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J Biol Chem. 2001 Sep 28;276(39):36083-90. Epub 2001 Jun 29.

Adenovirus-mediated rescue of lipoprotein lipase-deficient mice. Lipolysis of triglyceride-rich lipoproteins is essential for high density lipoprotein maturation in mice.

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  • 1Institute of Molecular Biology, Biochemistry, and Microbiology, University of Graz, Graz A-8010, Austria.

Abstract

Lipoprotein lipase (LPL) is the rate-limiting enzyme for the hydrolysis of triglycerides and the subsequent uptake of free fatty acids in extrahepatic tissues. Deficiency of LPL in humans (Type I hyperlipoproteinemia) is associated with massive chylomicronemia, low high density lipoprotein (HDL) cholesterol levels, and recurrent attacks of pancreatitis when not controlled by a strict diet. In contrast to humans, homozygous LPL knock-out mice (L0) do not survive suckling and die between 18 and 24 h after birth. In this study, an adenovirus-based protocol was utilized for the transient expression of LPL during the suckling period in an effort to rescue L0 mice. After a single intraperitoneal injection of 5x10(9) plaque-forming units of LPL-expressing virus immediately after birth, more than 90% of L0 mice survived the first days of life. 3% of L0 mice survived the entire suckling period and lived for up to 20 months, although LPL activity in mouse tissues and postheparin plasma was undetectable in all animals after 6 weeks of age. Adult LPL-deficient mice were smaller than their littermates until 2-3 months of age and exhibited very high triglyceride levels in the fed (4997 +/- 1102 versus 113.4 +/- 18.7 mg/dl) and fasted state (2007 +/- 375 versus 65.5 +/- 7.4 mg/dl). Plasma total cholesterol levels, free fatty acids, and ketone bodies were elevated in L0 mice, whereas plasma glucose was normal. Most strikingly, L0 mice lacked apoA-I-containing prebeta-HDL particles as well as mature HDL resulting in undetectable HDL cholesterol and HDL-apoA-I levels. HDL deficiency in plasma was evident despite normal apoA-I mRNA levels in the liver and normal apoA-I protein levels in plasma, which were predominantly found in the chylomicron fraction. The absence of prebeta-HDL and mature HDL particles supports the concept that the lipolysis of triglyceride-rich lipoproteins is an essential step for HDL maturation.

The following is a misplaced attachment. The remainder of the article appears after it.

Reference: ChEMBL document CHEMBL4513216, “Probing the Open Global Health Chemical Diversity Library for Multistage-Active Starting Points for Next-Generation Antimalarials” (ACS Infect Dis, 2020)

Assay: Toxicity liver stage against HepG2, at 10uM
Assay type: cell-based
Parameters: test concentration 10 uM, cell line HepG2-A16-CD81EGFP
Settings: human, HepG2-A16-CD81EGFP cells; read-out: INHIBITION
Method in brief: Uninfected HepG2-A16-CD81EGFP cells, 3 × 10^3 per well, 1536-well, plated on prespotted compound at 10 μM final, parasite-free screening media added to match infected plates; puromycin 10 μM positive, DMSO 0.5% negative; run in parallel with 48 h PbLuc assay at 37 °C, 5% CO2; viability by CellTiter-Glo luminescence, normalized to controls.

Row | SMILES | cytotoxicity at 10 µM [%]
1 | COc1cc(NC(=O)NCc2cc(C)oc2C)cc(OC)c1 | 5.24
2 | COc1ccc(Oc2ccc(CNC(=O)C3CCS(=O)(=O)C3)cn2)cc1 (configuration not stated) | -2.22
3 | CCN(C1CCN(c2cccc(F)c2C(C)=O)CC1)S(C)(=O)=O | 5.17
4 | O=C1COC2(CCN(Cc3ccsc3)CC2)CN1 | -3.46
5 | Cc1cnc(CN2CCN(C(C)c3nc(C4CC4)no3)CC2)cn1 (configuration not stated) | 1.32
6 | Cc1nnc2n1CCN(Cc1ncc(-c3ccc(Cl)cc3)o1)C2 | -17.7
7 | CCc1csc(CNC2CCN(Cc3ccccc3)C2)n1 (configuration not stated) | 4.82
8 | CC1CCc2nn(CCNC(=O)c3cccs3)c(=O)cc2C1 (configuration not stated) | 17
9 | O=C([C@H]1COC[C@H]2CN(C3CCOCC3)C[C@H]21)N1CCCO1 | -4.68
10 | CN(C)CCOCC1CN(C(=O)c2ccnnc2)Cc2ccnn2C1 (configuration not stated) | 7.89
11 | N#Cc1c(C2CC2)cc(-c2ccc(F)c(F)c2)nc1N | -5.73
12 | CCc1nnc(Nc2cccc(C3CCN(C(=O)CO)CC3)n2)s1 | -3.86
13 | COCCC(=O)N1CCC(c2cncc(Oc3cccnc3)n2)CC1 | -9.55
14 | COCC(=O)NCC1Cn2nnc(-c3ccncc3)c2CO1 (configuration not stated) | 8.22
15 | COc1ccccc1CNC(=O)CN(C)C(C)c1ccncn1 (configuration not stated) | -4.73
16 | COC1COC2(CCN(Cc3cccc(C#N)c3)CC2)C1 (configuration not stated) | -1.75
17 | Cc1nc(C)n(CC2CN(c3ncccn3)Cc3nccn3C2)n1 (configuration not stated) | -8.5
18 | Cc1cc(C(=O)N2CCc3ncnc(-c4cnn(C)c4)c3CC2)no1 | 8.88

PMID:
11432868
DOI:
10.1074/jbc.M104430200
[PubMed - indexed for MEDLINE]
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